Why Liberal Arts Majors Wouldn’t Want to Live on a Space Colony


Think about what life in a space colony would be like: a hermetically sealed, climate-controlled little nothing of a place. Refrigerated air, synthetic materials, and no exit. It would be like living in an airport. An airport in Antarctica. Forever. When I hear someone talking about space colonies, I think, that’s a person who has never studied the humanities. That’s a person who has never stopped to think about what it feels like to go through an average day—what life is about, what makes it worth living, what makes it endurable. A person blessed with a technological imagination and the absence of any other kind.

All in a Dream," William Deresiewicz (The American Scholar)

Tallis’s Daily Hallucinating Delusional Syndrome


If I told you that I had a neurological disease which meant that for eight or more hours a day I lost control of my faculties, bade farewell to the outside world, and was subject to complex hallucinations and delusions – such as being chased by a grizzly bear at Stockport Railway Station – you would think I was in a pretty bad way. If I also claimed that the condition was infectious, you would wish me luck in coping with such a terrible disease, and bid me a hasty farewell.

Of course, sleep is not a disease at all, but the condition of daily (nightly) life for the vast majority of us. The fact that we accept without surprise the need for a prolonged black-out as part of our daily life highlights our tendency to take for granted anything about our condition that is universal. We don’t see how strange sleep is because (nearly) everyone sleeps. Indeed, the situation of those who do not suffer from Tallis’s Daily Hallucinating Delusional Syndrome is awful. They have something that truly deserves our sympathy: chronic insomnia.

- “Notes Towards a Philosophy of Sleep,” Raymond Tallis

Your Emotions Are a Gauge, Not a Guide


God designed your emotions to be gauges, not guides. They’re meant to report to you, not dictate you. The pattern of your emotions (not every caffeine-induced or sleep-deprived one!) will give you a reading on where your hope is because they are wired into what you believe and value — and how much. That’s why emotions like delight (Psalm 37:4), affection (Romans 12:10), fear (Luke 12:5), anger (Psalm 37:8), joy (Psalm 5:11), etc., are so important in the Bible. They reveal what your heart loves, trusts, and fears. At Desiring God we like to say pleasure is the measure of your treasure, because the emotion of pleasure is a gauge that tells you what you love.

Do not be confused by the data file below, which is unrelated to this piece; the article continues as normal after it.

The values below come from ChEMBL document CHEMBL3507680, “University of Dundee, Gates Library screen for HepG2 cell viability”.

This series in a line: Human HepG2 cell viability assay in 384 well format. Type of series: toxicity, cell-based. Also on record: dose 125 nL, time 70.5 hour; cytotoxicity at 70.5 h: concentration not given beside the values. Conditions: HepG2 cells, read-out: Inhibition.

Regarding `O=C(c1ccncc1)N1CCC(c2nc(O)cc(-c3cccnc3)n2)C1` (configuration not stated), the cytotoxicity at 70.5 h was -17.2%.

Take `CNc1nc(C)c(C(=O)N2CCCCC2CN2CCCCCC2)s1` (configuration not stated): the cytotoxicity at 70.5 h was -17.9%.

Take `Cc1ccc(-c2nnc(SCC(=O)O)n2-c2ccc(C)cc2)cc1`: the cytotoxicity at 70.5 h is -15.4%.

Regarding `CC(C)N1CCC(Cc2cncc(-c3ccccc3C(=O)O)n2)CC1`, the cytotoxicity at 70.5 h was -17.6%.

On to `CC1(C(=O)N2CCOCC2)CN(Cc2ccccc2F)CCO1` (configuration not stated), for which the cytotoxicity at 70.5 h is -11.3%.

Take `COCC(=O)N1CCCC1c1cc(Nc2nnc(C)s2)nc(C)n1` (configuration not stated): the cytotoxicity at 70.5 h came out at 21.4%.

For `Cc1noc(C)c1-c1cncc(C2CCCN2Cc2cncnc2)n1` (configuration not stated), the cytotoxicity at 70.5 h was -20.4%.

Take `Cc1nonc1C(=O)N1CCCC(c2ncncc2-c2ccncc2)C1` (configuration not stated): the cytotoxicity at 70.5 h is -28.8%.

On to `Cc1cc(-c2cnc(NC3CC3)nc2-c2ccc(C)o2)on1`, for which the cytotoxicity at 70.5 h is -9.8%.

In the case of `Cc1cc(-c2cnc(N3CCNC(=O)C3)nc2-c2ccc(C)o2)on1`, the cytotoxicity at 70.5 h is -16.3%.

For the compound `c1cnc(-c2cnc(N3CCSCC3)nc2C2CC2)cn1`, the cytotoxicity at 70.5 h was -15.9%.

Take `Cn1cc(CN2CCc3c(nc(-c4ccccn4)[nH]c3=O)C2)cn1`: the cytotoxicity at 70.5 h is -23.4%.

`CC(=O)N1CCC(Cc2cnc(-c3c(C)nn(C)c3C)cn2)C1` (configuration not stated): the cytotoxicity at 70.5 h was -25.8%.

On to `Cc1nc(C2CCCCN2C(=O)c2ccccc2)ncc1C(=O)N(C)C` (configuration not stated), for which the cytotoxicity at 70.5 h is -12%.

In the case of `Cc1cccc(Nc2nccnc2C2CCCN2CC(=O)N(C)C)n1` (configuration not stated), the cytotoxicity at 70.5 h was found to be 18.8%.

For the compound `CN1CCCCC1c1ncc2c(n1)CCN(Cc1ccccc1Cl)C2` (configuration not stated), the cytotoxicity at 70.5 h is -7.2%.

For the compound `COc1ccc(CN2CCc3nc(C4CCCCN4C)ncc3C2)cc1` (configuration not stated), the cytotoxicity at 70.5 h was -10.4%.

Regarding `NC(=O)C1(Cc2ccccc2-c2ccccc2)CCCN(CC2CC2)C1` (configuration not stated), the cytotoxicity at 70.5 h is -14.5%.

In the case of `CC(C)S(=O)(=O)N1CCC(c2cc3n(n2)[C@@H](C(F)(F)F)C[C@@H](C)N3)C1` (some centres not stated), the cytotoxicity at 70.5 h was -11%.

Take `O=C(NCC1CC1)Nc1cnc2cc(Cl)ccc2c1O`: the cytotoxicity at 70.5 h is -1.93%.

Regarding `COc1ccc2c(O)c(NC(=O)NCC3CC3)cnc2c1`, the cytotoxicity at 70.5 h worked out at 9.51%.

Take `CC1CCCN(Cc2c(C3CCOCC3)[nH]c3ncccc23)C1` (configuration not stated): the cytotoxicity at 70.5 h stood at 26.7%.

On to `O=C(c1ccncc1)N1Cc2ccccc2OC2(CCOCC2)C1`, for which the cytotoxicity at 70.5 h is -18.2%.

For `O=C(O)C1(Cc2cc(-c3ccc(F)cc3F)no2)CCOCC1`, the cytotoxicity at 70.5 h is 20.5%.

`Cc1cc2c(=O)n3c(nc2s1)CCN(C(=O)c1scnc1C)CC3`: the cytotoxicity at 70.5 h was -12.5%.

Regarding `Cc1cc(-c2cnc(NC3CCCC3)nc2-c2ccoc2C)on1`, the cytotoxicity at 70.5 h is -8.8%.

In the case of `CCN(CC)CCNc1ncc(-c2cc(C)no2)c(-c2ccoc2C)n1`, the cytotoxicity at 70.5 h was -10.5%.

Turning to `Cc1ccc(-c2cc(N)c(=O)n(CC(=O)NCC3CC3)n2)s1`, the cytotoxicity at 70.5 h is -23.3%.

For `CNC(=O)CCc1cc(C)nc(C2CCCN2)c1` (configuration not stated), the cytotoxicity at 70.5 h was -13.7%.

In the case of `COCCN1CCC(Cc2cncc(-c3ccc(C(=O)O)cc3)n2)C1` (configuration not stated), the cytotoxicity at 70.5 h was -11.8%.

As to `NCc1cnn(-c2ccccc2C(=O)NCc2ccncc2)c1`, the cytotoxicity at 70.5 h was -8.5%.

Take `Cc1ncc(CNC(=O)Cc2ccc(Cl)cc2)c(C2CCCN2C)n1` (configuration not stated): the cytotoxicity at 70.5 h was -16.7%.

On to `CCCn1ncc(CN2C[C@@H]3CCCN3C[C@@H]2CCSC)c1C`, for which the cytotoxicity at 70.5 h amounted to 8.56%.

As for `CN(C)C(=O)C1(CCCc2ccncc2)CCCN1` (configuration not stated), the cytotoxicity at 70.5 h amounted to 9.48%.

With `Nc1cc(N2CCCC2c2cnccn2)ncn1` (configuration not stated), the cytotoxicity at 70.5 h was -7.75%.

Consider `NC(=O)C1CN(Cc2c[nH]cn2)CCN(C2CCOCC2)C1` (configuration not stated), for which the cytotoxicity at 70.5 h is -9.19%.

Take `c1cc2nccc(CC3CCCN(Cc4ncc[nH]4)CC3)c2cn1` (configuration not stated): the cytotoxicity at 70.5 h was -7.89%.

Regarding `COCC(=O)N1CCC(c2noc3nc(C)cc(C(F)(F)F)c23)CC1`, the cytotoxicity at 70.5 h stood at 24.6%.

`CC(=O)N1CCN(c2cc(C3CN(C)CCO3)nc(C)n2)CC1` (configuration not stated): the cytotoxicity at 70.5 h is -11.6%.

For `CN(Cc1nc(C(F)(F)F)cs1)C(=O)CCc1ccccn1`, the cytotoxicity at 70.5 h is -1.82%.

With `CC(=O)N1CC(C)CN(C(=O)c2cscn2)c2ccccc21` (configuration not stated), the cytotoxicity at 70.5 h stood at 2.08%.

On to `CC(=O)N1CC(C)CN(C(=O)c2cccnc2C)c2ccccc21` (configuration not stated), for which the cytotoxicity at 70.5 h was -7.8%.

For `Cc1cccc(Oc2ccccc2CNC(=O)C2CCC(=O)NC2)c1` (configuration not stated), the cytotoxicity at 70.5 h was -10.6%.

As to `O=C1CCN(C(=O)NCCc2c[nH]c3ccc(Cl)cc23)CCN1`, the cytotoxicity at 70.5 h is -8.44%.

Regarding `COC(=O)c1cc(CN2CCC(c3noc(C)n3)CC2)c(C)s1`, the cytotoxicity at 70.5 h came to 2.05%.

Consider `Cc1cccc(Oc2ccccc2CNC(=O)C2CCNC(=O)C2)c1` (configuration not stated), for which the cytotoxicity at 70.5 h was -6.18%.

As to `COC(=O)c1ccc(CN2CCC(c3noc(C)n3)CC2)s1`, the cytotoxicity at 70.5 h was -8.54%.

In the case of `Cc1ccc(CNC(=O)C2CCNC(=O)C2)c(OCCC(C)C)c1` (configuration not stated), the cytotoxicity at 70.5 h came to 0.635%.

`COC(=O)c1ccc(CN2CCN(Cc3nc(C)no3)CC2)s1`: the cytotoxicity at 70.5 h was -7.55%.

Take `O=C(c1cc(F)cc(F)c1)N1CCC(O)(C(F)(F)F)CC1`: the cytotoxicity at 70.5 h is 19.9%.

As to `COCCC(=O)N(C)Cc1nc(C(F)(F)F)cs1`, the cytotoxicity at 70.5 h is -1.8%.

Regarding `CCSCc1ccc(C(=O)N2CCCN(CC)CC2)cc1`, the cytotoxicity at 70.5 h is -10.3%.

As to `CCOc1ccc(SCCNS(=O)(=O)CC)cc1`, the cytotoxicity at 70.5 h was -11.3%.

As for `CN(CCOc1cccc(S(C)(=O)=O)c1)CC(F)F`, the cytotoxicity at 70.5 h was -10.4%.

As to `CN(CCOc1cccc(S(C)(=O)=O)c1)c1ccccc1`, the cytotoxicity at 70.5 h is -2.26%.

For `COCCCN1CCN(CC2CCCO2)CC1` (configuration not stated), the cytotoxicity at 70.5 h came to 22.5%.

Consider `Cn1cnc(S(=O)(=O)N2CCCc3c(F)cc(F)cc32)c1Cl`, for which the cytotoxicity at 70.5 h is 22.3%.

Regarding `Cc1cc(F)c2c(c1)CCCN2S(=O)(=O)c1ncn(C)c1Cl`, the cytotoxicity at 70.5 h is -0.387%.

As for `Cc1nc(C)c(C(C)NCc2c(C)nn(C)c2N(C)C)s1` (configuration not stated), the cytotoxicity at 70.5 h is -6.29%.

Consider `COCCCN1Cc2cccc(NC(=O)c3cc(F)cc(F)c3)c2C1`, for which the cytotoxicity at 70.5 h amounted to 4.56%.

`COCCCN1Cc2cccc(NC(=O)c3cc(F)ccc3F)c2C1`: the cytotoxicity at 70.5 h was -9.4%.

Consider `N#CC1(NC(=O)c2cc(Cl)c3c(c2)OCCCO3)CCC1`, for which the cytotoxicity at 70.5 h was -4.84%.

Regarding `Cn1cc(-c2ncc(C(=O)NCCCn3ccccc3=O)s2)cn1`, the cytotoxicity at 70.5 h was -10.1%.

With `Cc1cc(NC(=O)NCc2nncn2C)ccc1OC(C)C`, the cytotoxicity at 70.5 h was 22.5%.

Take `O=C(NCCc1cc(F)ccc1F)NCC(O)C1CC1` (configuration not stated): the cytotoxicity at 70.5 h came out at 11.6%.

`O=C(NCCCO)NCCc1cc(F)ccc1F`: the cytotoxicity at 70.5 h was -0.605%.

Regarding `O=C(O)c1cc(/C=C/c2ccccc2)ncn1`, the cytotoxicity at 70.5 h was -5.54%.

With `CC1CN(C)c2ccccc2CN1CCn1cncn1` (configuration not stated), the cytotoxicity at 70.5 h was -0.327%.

- Jon Bloom, Desiring God

Victor Davis Hanson on Candor and Culture


Culture — not race, geography, or location — is the greatest factor in economic, and military, dynamism. It used to be that the classically liberal view focused on culture — because it was not race-based and often is a volatile and fluid concept that can be changed. For example, the economy of contemporary China came to resemble Taiwan’s rather than Taiwan’s emulating 1960s China. Few believe that a unique micro-geography in North Korea explains why its way of life differs from the South, or that climate ensures that Tijuana is a very different place from San Diego, or that the differences between East and West Germany were due to genetic or racial variables, or that China between 1964 and 2012 underwent climate change. “Western” does not denote a race, but rather a set of values and protocols that originated in Athens, Rome, and Jerusalem and were adopted, modified, and expanded through the next two millennia of European history — and are undergoing radical changes as we speak.

http://www.nationalreview.com/corner/313003/candor-and-culture-victor-davis-hanson

Lesley Gore- “You Don’t Own Me”

Aloe Blacc - “I Need a Dollar”

How to Cheat on High-School History Tests

Esperanza Spalding - “Fall In”

Crooked Still - “Half of What We Know”

Don’t You Eva Interrupt Me While I’m Reading a Book!